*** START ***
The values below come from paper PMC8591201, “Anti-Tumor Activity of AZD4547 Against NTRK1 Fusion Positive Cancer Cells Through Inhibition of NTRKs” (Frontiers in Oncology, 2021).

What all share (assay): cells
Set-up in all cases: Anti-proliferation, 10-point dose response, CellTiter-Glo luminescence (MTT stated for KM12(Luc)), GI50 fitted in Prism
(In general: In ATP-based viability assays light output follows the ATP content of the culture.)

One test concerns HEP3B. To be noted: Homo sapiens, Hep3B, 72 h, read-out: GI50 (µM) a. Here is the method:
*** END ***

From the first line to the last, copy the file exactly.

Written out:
The values below come from paper PMC8591201, “Anti-Tumor Activity of AZD4547 Against NTRK1 Fusion Positive Cancer Cells Through Inhibition of NTRKs” (Frontiers in Oncology, 2021).

What all share (assay): cells
Set-up in all cases: Anti-proliferation, 10-point dose response, CellTiter-Glo luminescence (MTT stated for KM12(Luc)), GI50 fitted in Prism
(In general: In ATP-based viability assays light output follows the ATP content of the culture.)

One test concerns HEP3B. To be noted: Homo sapiens, Hep3B, 72 h, read-out: GI50 (µM) a. Here is the method: